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19 posts tagged with science and astronomy. (View popular tags)
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Astronomy 101

Cosmos has me very intrigued. Assume I know less than a 5th grader. I am looking for: book recommendations for basic astronomy concepts; blogs; podcasts for beginners; good audio books; and documentaries. If you wanted to teach an adult about astronomy where would you start?
posted by morganannie on May 5, 2014 - 13 answers

I have no IDeaL what I'm doing (IDL programming for absolute dum-dums)

So, I recently got selected to do undergraduate physics research this summer. Great! Awesome! Yay me! However, my research advisor has asked me to use something called IDL to analyze tomographic images of compounds and turn them into 3D images. This is good news, because IDL is used a lot by astronomers to analyze astronomical data, and I want to continue my education in astronomy. But, I've never used IDL ever before. I'm not even sure exactly what it is (a programming language?). My question is this: how do I get up to speed so that I can hit the ground running with my research? Difficulty: Research begins in two weeks. Details: [more inside]
posted by runcibleshaw on Apr 25, 2014 - 12 answers

Fire On Exoplanets?

How likely is it that fire (as in open flame) will exist on extra-solar planets? [more inside]
posted by quin on Sep 13, 2013 - 7 answers

Can you collect meteorite dust in your backyard? How?

I've been told recently that collecting micrometeorites is as easy, basically, as placing a clean surface outside and picking through the debris you collect because thousands of tons of space dust and debris fall to Earth every day. That can't be all there is to it, can it? How do you know whether you're looking at Earth dust or space dust? [more inside]
posted by Sleeper on Feb 27, 2013 - 4 answers

Dark sky, cheap telescope, totally inexperienced operator. What can I see?

Astronomy/Skygazing Beginner: I'm gonna be camping out in a dark place, and I have access to a cheap low-consumer-grade telescope. Is it worth it to take it? What could it see? What could I reliably find? Three technically-competent operators, but zero experience/familiarity with the use of any telescope. [more inside]
posted by jjjjjjjijjjjjjj on Jun 19, 2012 - 14 answers

With whom are we sharing the rest of eternity?

If I've gotten the right impression, much of our currently visible universe will eventually be expanded away from us, never to be seen again. Do we already know how much and what parts of our present neighborhood we'll be left huddling with?
posted by Anything on Dec 4, 2011 - 12 answers

Are giant steps what you take, walking on The Sun (apologies to The Police)?

Can anyone tell me, well, ANYTHING about a person (hypothetically) standing on the sun? [more inside]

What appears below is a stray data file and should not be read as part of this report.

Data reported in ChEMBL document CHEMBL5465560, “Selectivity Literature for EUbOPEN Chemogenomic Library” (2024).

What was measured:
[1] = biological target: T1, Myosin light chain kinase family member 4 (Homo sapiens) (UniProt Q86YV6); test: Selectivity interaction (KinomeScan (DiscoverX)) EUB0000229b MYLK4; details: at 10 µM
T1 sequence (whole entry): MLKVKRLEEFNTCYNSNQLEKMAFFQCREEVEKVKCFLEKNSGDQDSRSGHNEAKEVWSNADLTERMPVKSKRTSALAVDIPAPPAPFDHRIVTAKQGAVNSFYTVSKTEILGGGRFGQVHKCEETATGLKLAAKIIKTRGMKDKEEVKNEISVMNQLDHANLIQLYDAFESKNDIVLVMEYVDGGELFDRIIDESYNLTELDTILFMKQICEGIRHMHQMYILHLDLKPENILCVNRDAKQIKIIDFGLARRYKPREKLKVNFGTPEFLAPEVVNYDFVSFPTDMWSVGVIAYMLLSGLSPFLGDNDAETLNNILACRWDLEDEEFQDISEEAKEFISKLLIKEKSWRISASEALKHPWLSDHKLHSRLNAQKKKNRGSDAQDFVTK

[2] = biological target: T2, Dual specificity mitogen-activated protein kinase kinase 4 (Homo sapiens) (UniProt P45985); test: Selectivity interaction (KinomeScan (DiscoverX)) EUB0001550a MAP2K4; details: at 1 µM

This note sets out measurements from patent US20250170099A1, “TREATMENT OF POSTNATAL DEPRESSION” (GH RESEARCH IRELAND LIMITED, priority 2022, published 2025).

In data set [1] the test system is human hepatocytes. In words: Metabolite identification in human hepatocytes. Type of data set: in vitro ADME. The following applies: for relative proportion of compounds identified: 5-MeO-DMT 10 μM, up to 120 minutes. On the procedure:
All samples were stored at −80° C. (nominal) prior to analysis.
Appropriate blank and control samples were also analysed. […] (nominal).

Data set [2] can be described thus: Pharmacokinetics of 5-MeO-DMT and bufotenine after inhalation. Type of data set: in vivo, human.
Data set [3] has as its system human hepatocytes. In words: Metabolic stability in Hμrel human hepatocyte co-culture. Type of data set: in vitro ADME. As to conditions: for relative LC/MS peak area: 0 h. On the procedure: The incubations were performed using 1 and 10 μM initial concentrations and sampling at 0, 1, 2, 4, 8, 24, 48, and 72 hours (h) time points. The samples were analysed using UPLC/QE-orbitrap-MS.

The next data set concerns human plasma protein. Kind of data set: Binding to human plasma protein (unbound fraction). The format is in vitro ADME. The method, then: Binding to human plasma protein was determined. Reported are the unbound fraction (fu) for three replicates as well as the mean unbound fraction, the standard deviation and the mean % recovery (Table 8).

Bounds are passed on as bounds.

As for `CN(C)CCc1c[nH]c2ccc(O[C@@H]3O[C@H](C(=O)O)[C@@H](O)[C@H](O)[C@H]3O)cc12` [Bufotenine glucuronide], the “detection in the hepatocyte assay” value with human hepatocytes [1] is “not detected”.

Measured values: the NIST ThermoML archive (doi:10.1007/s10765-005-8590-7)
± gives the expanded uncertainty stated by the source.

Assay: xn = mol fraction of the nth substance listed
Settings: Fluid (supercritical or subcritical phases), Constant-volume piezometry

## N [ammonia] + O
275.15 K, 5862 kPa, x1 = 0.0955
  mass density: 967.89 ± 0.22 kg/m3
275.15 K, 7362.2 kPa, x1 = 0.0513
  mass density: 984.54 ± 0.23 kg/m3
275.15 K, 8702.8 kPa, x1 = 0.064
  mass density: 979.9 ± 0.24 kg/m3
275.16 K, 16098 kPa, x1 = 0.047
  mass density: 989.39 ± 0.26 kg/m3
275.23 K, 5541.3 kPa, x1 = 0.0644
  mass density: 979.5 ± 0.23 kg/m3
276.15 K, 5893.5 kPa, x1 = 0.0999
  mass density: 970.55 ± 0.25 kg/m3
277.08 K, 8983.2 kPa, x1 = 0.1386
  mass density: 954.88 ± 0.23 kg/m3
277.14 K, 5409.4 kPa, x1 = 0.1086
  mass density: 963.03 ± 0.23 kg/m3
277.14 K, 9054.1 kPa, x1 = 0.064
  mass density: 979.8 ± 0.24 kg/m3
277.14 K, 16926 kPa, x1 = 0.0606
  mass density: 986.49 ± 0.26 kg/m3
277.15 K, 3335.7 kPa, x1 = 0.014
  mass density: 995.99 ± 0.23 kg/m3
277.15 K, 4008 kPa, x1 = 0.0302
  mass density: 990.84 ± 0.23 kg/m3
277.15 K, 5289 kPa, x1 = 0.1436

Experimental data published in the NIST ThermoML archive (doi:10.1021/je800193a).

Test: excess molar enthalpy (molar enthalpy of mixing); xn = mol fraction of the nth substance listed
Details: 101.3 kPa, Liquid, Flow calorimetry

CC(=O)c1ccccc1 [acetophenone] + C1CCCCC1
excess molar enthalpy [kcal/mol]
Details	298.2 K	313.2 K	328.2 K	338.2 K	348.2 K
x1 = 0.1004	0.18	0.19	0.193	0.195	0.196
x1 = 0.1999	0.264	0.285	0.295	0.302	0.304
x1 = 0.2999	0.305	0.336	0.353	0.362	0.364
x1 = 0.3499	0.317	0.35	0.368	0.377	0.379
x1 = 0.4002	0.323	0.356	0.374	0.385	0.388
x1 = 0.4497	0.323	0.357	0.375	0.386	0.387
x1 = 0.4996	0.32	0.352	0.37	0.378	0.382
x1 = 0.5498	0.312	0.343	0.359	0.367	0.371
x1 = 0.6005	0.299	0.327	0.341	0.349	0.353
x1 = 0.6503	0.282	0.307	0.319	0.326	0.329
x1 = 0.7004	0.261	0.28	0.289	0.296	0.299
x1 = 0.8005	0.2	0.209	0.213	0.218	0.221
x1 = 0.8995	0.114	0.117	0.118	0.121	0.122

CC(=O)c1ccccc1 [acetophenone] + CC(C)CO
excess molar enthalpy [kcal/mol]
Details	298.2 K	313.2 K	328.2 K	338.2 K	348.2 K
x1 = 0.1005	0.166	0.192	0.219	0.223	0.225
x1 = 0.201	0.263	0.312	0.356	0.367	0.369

posted by argonauta on May 16, 2011 - 44 answers

From Mars to Earth??

I was listening to this Fresh Air interview today and wondered how they know a meteorite is from Mars. [more inside]
posted by Rad_Boy on Apr 4, 2011 - 8 answers

Backups during solar storms

What's the best way to safeguard my backups from the effects of a solar storm? Should I worry about that at all? [more inside]
posted by lord_yo on Sep 11, 2010 - 9 answers

How does the idea of the scientific method inform our modern culture and life?

What is the advantage of scientific thinking? What practical difference does it make to live in a culture that believes in using evidence to explain the world? [more inside]
posted by danceswithlight on Apr 28, 2010 - 38 answers

Uh...hang on, just give me a minute.

What is the most important scientific question of our time? [more inside]
posted by Demogorgon on Oct 12, 2009 - 44 answers

I want to be a scientist in my spare time!

How can I be use my spare time to advance a scientific cause? [more inside]
posted by adverb on Oct 6, 2009 - 16 answers

So ET won't be picking up the Olympic Games in 1936 Berlin?

Do radio waves attenuate and become noise or do they go on forever? [more inside]
posted by MrMulan on May 12, 2009 - 14 answers

Hydrogen coalescence in formation of solar system?

I've been rewatching Carl Sagan's Cosmos since I found out it's available on Hulu. Last night, I was watching the episode in which Carl describes how the solar system was formed via the coalescence of particulate matter. But, something struck me as rather odd: if hydrogen and helium are lighter than the heavy elements (duh!) why is it that THEY coalesced into the center of the solar system to become the Sun? It seems to me the heavier elements would migrate towards the center of the maelstrom a bit faster than the lighter ones. Haven't been able to find out the reason for this, hoping the hive can help.
posted by Spoonman on Mar 31, 2009 - 30 answers

It's not the end of the world...

Reading this article (and a USA Today story linked in it) this morning, and I'm curious about an astronomical event mentioned in it. [more inside]
posted by jasondbarr on Feb 10, 2009 - 12 answers

To inifinity and beyond!

What are some topics in astronomy or cosmology that you find fascinating and mind blowing? [more inside]
posted by tomcochrane on Jul 3, 2008 - 17 answers

Twinkle, twinkle big fat star; how I wonder what you are.

In my view of the sky from Mobile, AL - looking southward - there is a star shimmering brightly in red, yellow and even green. What is it? [more inside]
posted by magnoliasouth on May 31, 2008 - 25 answers

How do I find cool screen savers that are safe for download?

Help me find a cool screen saver that won't infect my computer. [more inside]
posted by Flying Saucer on May 15, 2008 - 11 answers

What would be the effects on the earth if the moon exploded?

What would be the effects on the earth if the moon exploded? [more inside]
posted by tcobretti on Aug 28, 2006 - 29 answers

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